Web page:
US Senate News:
Source: United States Senator Jacky Rosen (D-NV)
WASHINGTON, D.C. – U.S. Senator Jacky Rosen (D-NV) announced that she joined other Western Senators in a letter to the Biden Administration urging them to provide additional relief to states that have been affected by wildfires and extreme drought.
“Nevada’s Lake Mead hit its lowest water level on record last week. Unfortunately, this drought is likely a sign of the new normal—in the world of climate change—with extreme drought conditions crippling western states like Nevada and contributing to record wildfire seasons,” said Senator Rosen. “Rising temperatures and drier conditions create the ideal environment for the spread of wildfires and make them more difficult to put out. That is why my colleagues and I are asking the Biden Administration for supplemental disaster funding to assist Nevada and other communities with rebuilding in the wake of these increasingly destructive wildfires.”
BACKGROUND: Other Senators who have signed on to the letter include: Jeff Merkley (D-OR), Ron Wyden (D-OR), Alex Padilla (D-CA), Dianne Feinstein (D-CA), Michael Bennet (D-CO), Kyrsten Sinema (D-AZ), Catherine Cortez Masto (D-NV), Mark Kelly (D-AZ), and John Hickenlooper (D-CO).
The full text of the letter can be found here or below:
Dear President Biden:
We write to urge to you to provide relief to states that are struggling with the impact of extreme
drought and wildfire this summer and uncompensated damage from past wildfires, hurricanes,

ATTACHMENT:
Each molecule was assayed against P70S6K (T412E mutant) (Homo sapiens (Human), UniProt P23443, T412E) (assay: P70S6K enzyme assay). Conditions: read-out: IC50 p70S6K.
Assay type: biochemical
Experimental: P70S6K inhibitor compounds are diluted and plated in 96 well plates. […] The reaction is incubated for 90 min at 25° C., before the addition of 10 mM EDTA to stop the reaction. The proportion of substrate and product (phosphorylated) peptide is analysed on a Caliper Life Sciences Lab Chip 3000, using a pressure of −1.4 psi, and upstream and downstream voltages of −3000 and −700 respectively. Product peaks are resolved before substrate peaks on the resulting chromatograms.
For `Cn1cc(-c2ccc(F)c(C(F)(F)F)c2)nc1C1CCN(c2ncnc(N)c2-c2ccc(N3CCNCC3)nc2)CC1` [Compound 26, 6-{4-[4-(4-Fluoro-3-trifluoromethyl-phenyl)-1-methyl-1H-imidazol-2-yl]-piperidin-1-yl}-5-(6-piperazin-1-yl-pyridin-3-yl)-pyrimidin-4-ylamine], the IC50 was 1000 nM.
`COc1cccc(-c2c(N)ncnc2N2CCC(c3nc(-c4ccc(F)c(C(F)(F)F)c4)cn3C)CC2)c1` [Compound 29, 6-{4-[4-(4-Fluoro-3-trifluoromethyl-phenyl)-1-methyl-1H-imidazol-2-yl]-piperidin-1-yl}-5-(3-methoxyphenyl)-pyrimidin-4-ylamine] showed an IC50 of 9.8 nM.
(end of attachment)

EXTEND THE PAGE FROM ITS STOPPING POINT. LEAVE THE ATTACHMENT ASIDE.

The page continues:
floods, and storms. We urge you to request additional funding to meet those needs.
According to the Drought Monitor, over half of the United States is experiencing a historic
drought. Over 95% of the West is now either abnormally dry or in a drought, which is among the
highest percentages in the past 20 years. In addition, over 800,000 acres of forests and
rangelands have been burned by wildfire over the past year. The scale and nature of the problem
is quickly outpacing the availability of funding and authorities of federal agencies.
In addition to the escalating impact of this year’s drought and wildfires, many states and
communities never received supplemental relief for damage for disasters in 2020. While in most
cases the Federal Emergency Management Agency (FEMA) has delivered substantial emergency
relief to affected communities, the scale of natural disasters experienced in 2020 demands
additional resources that can only be delivered through a disaster supplemental.
We thank you for your consideration, and we look forward to working with you on this